Two years ago, hiking in Yellowstone’s backcountry on the Mary Mountain trail, I saw the first wolf of my life. It was an incredible moment and one that I will always remember. The lone wolf – which I later found out was probably from the Canyon pack – trotted across the trail in front of me and up a hill, then stopped and turned at the top to look back at me. We gazed at each other for a long moment before it then trotted down the hill and across the Hayden Valley. I watched it for a long time until I could hardly see it in the distance. How lucky I am, I thought.
More than any other species, I think wolves bring about the deepest cultural response from people. They are a symbol of many different, closely-held beliefs and core values, and often act as a surrogate for how we, as individuals and as a society, view public lands, wild species, and the degree to which people should or should not control them. Whether revered, loved, feared or hated, wolves make us think, and wolves make us feel — passionately. And they make us act, because of those feelings and the core values that they speak to in each of us, particularly here in the Interior West.
Earlier this year, you may have heard that the U.S. Fish and Wildlife Service (USFWS) removed federal protection from Wyoming wolves. Yesterday the Sierra Club, with some of our conservation partners, challenged that decision, asking the federal government to retain Endangered Species Act (ESA) protections for wolves in Wyoming.
To be sure, wolf recovery in the Northern Rockies is a success story, and proves the importance of federal protection for bringing species back from the edge of extinction. Our goal, and that of the Endangered Species Act, is to recover species so that they can survive without special protections. In this case however, handing wolf management over to the state of Wyoming, with its seriously flawed management plan, undermines wolf recovery progress both in Wyoming and across the region.
The state’s plan is virtually the same plan that the USFWS and federal courts have rejected multiple times before – and for good reason. Wyoming has stubbornly refused to turn away from its obsession with instituting a dual classification for wolves under state management, in which wolves are classified as ‘trophy game’ in the areas around Yellowstone and Grand Teton National Parks, and as ‘predator’ in the remaining part of the state. While hunting in the ‘trophy game’ area is at least regulated by the state, wolves in the ‘predator’ zone – approximately 85% of Wyoming – can be killed by anyone for any reason, by any means – without a license. Wolves and their pups can be shot on sight, chased to exhaustion, gassed in their dens, or worse – with no regulation at all. When wolves were briefly delisted in Wyoming a few years ago, it was open season on wolves before federal protection had to be restored. The majority of wolves in Wyoming now live in the trophy game zone; however, currently at least eight wolf packs live in the designated ‘predator’ zone. Chances of survival for these wolves or for establishing any packs in the future outside the ‘trophy game’ zone around the national parks are virtually nil, which USFWS admits.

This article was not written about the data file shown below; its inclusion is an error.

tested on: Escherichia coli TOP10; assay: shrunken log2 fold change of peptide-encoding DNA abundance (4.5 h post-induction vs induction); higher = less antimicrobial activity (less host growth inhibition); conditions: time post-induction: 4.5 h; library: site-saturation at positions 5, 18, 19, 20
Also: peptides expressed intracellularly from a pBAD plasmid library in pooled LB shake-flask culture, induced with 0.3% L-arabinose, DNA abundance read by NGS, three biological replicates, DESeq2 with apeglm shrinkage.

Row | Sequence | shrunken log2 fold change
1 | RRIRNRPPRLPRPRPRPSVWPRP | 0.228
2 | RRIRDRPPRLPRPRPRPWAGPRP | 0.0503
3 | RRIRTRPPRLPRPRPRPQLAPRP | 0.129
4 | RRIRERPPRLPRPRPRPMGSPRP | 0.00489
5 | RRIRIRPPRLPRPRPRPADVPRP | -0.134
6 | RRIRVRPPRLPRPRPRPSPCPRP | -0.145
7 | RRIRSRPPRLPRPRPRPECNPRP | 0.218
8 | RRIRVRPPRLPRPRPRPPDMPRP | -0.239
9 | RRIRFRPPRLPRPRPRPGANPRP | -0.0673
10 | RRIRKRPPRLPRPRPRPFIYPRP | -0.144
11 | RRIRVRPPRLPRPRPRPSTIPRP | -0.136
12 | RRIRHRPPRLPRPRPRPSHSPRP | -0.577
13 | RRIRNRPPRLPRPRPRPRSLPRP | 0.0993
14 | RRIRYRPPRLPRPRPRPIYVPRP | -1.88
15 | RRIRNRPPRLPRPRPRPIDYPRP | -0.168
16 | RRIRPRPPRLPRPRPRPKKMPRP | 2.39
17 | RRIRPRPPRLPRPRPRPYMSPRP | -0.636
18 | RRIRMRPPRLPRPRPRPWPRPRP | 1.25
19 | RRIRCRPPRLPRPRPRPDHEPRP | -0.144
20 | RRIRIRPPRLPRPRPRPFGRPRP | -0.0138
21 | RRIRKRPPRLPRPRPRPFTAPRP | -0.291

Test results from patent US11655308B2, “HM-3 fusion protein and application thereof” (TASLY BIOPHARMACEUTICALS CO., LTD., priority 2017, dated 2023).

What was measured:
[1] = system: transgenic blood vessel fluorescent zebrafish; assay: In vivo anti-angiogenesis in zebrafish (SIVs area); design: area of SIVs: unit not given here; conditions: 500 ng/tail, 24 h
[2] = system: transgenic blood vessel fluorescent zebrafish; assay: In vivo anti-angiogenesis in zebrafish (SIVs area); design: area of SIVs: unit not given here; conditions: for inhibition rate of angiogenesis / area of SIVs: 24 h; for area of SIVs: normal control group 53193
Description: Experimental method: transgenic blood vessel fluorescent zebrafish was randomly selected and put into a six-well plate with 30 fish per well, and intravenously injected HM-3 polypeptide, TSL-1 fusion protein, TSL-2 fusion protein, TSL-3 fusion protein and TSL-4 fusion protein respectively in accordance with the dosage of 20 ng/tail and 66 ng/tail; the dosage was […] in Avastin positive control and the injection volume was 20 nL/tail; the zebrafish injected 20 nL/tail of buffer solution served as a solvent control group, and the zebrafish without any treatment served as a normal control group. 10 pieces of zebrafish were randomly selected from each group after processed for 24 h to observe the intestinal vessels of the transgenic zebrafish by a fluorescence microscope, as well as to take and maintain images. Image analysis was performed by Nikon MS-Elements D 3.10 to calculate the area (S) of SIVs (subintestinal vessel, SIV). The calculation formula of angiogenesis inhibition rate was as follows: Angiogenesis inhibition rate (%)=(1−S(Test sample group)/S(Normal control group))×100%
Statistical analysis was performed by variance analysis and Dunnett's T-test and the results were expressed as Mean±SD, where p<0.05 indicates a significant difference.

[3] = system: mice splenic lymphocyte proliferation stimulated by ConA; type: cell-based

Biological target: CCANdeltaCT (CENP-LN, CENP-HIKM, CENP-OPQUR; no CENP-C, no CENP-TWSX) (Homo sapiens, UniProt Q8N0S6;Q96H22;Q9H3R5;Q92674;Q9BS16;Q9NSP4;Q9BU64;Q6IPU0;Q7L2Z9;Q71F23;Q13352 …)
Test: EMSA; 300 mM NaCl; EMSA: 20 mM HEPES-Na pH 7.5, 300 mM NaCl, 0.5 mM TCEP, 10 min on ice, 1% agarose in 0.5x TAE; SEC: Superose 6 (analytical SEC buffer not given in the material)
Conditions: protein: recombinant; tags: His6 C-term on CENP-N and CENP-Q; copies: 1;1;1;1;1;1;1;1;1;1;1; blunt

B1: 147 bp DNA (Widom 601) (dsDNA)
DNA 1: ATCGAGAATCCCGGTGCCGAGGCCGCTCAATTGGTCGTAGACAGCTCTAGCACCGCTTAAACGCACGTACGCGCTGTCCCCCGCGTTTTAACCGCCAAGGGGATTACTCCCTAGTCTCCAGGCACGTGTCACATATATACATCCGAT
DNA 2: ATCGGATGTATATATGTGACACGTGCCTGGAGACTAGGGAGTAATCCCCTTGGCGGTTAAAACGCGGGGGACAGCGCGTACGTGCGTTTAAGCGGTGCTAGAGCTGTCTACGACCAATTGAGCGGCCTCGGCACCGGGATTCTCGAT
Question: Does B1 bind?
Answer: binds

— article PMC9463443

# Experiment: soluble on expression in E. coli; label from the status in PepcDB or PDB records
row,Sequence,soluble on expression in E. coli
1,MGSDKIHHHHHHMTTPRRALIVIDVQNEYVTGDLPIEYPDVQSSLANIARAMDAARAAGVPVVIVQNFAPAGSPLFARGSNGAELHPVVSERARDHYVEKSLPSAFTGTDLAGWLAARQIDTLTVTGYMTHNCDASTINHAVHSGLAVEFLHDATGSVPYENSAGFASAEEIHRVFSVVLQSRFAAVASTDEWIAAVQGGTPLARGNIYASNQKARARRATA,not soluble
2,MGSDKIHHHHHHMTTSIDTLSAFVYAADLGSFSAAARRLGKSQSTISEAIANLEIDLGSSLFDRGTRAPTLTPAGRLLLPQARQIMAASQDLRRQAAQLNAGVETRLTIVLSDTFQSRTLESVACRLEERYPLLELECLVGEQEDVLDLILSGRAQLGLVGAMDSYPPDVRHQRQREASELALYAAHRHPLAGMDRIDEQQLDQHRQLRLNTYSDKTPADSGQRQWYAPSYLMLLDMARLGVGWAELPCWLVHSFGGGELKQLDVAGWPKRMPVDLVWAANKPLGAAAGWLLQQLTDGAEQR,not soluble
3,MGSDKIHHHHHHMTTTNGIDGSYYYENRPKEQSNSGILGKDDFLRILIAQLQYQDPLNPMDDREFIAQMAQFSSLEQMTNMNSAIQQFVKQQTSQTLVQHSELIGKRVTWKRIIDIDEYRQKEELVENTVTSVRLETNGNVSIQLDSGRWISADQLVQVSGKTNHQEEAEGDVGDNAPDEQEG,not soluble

A second serious flaw in the latest version of the state’s plan, and reason for our decision to fight for continued federal protection for Wyoming wolves, is that the plan fails to secure the connectivity needed to allow wolves in Northwest Wyoming to breed with wolves elsewhere in the region. Wolves in the Yellowstone area are geographically isolated from other populations; in order to ensure the long-term viability of wolves in the Yellowstone region, they need to be able to disperse and breed with other wolf populations , such as those living in the vast wildlands of Central Idaho. In a flawed attempt to address connectivity requirements for removing federal protection, Wyoming added a ‘flex zone’ in southern Teton County to its management plan; however, it only grants wolves a measure of protection for 4.5 months of the year as ‘trophy game’ (and they can still be legally hunted during that time) – the other 7.5 months of the year they are classified as predators and can be killed on sight by anyone by any method without a license. Studies have shown – and the USFWS admits—that wolves frequently breed outside of this 4-month window—a fact that must be reflected in Wyoming’s plan if wolves are to have a future in the region.
Additionally, since wolves in Idaho and Montana were stripped of Endangered Species Act protections by Congress in 2011 and management turned over to the states, wolf management in Idaho and Montana has become increasingly aggressive and hostile toward wolves. As one example, Montana did not allow trapping of wolves in 2011, but has approved trapping in its 2012 hunting season regulations. Taken together with Wyoming’s extreme plan, there is no guarantee that the states will maintain a Northern Rockies wolf population that is viable over the long term, given the clear hostility toward having wolves on the landscape that we have seen thus far.
Sierra Club is extremely concerned about the risk to Wyoming wolves, and the entire Northern Rockies wolf population, if Wyoming’s current state management plan is allowed to persist. Until Wyoming comes up with a management plan that truly values wolves as having a legitimate place on the landscape, and as a valued wild species rather than vermin that can be shot on sight in large areas of the state without any regulation whatsoever, we must keep them under federal protection.